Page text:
This is an expanded version of a question I answered at LinkedIn. The question was essentially this. “If you had $1,000.00 to promote your health and beauty spa business, how would you spend it? This answer will be of particular interest to those in the health and beauty industry but is applicable to any local service providers looking to expand their business.
First of all $1,000.00 is not a big budget so you need to consider how you can leverage that money. By leverage I mean that you need to ask yourself “how can I invest my money so that it works the hardest?” One way to leverage advertising dollars is through co-op advertising. An example of co-op advertising might be an ad that offers a free bottle of “Lady Lovely Skin Softening Lotion” to everyone who books a spa treatment in the month of June. In this scenario “Lady Lovely” picks up some portion of the ad and/or supplies the free product. If “Lady Lovely” pays half the cost you just doubled your advertising budget.
Another way to leverage your marketing budget is to get others to help you spread the word. The objective of most advertising, marketing or promotional efforts is to get someone, who you do not know, to take action by using your product or service. What if you were to change that a little and make the objective – – to get people, who you do know, to introduce your service to other people they know. Now you are leveraging your investment by using your minimal funds to mobilize a free or nearly free sales force of happy clients. This approach has the additional benefit of target marketing because you know who your clients are, so marketing to them should be rather simple. Presumably you see them periodically; you have their email address, home addresses and phone numbers; and they are following you on twitter and facebook. So you have a number of low cost ways to communicate with them
So the plan here is to create a promotion whereby current clients and known prospects are encouraged to bring a friend, recommend a friend, or in some way get someone else that they know to take action. In return both she and her friend derive some benefit from taking action. The bulk of your $1,000.00 marketing budget should be used to communicate with your clients and motivate them to take action. You can further leverage your budget by getting a supplier to co-op the promotion. providing all or part of the reward or promotional bonus.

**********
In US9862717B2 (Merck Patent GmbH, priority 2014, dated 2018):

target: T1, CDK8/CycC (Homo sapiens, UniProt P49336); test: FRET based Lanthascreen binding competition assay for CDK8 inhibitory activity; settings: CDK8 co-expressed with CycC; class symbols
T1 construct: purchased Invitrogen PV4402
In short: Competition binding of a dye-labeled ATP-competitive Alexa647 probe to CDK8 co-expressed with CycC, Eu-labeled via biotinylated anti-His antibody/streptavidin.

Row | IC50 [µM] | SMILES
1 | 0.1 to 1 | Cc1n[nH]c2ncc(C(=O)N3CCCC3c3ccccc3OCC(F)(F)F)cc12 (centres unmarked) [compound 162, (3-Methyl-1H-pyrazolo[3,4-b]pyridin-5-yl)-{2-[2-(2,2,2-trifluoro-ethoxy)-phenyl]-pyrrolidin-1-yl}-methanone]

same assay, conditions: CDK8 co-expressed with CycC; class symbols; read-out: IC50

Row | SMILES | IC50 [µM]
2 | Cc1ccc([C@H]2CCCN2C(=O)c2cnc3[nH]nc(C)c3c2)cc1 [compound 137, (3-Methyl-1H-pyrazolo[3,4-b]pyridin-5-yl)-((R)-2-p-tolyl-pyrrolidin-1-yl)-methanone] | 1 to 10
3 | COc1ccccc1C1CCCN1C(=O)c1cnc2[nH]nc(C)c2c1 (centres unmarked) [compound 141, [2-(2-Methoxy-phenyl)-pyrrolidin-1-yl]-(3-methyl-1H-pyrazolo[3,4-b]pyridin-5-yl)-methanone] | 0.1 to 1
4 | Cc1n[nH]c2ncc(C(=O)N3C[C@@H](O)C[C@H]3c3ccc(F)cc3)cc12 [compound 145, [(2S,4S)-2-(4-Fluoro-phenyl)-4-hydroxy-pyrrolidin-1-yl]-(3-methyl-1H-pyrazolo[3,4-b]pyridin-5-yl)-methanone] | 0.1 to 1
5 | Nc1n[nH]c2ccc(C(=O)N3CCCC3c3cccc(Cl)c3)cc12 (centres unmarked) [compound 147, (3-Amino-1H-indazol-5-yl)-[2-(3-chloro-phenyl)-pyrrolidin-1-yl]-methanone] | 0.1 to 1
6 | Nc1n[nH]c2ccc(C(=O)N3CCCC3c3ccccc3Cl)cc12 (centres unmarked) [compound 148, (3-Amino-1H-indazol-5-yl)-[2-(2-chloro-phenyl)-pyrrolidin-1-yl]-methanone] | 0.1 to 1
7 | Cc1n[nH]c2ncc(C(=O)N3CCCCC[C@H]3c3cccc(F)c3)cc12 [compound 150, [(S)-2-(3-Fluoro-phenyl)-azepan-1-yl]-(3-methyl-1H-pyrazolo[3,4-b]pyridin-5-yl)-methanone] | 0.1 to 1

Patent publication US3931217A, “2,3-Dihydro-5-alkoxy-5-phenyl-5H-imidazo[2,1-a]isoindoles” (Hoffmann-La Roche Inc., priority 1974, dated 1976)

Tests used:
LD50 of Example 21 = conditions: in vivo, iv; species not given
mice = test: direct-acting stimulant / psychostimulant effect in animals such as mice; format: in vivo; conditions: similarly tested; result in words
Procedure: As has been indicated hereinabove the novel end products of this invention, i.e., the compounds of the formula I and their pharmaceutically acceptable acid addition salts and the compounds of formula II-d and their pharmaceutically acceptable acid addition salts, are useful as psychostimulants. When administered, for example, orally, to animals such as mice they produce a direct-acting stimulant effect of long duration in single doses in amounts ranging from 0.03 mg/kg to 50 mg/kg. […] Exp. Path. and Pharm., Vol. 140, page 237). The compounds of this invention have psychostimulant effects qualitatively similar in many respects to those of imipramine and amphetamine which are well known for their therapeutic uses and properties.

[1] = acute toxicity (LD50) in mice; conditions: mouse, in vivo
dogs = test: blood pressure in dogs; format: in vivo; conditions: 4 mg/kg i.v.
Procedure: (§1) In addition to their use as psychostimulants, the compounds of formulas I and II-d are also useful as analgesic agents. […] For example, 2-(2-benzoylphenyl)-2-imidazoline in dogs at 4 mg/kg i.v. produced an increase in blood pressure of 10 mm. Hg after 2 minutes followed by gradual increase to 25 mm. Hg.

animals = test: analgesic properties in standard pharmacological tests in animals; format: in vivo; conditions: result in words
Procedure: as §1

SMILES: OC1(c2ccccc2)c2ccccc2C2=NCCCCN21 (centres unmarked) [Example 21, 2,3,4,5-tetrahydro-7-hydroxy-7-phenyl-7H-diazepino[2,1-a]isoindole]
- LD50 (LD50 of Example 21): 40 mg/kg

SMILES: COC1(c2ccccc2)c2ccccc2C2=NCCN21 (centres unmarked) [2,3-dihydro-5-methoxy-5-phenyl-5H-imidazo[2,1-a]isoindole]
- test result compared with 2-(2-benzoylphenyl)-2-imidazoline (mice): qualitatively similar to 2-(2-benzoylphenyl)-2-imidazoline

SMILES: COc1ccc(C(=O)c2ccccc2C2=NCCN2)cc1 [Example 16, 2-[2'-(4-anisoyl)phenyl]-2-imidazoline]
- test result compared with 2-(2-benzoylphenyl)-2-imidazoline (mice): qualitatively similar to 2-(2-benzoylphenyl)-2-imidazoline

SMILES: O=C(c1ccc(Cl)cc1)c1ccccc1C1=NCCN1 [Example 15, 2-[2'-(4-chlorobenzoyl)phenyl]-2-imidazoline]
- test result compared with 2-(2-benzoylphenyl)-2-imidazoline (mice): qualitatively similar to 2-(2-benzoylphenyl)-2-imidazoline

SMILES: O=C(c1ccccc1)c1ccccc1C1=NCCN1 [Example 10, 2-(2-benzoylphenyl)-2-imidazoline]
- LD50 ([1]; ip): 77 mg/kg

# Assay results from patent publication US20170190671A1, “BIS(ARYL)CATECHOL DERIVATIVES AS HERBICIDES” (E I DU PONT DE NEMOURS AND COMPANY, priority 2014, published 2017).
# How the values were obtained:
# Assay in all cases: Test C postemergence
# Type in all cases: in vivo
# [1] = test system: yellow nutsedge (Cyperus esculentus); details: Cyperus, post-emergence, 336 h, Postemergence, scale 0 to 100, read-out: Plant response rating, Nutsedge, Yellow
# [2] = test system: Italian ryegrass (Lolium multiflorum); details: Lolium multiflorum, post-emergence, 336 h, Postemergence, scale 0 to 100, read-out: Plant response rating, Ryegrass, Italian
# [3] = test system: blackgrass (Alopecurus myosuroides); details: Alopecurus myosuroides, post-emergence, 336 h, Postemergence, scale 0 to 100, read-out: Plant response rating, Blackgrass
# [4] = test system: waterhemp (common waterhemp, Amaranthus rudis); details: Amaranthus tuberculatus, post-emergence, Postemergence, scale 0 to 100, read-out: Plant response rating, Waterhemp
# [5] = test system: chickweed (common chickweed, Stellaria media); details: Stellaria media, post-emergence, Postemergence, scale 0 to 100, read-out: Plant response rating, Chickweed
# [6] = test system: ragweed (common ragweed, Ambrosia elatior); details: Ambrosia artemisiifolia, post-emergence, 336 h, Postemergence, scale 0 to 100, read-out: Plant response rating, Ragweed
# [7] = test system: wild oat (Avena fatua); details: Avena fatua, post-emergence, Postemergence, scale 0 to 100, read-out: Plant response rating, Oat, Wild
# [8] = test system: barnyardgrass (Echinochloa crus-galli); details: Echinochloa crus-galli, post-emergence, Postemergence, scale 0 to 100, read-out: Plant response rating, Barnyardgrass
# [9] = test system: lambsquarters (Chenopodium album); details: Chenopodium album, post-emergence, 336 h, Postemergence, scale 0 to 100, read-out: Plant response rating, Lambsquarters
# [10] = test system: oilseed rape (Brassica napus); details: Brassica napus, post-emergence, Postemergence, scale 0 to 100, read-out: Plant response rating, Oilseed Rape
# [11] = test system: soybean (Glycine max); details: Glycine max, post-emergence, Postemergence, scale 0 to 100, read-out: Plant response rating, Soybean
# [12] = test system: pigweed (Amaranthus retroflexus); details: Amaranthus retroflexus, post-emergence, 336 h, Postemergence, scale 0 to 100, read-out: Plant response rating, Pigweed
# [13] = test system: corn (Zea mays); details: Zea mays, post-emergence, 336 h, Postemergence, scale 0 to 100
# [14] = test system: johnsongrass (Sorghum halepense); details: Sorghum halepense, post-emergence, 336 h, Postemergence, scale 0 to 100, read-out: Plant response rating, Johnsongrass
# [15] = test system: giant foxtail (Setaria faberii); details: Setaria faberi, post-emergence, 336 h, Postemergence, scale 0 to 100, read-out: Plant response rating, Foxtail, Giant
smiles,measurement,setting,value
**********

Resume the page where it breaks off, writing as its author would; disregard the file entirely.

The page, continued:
The Internet is an important part of the marketing mix but when promoting a local business such as a spa I prefer to see efforts that include face-to-face marketing and building word-of-mouth. These efforts have the most direct and immediate impact. A key element to the success of a low cost local promotion is to leverage the efforts of your employees, partners, family, and other people who are stakeholders in the success of your business. These individuals should be marketing this promotional effort through face-to-face efforts on a daily basis. They must explain the benefits of the promotion to every client they work with or person they meet in the weeks leading up to the promotion and also make an effort to market the promotion to interested non-clients they encounter.
In the case of a health and beauty spa nearly everyone you meet would love to take advantage of your services. So how come everyone you have met and everyone you know in your community has not sampled your service? What holds them back are things like fear of the unknown. What are you going to do to me when I get in there? Is this going to be expensive? I don’t have time. I am not deserving of special treatment. I don’t want to do this alone. I only want to do this alone. In don’t know what to wear. I am too fat, too skinny, too tall too short. This is only for rich beautiful people. It is the purpose of your promotion to overcome these fears and objectives and get people to sample what you have to offer. In this way they have the potential to become regular customers but more importantly they have the ability to spread the word and help others overcome their fear and anxiety.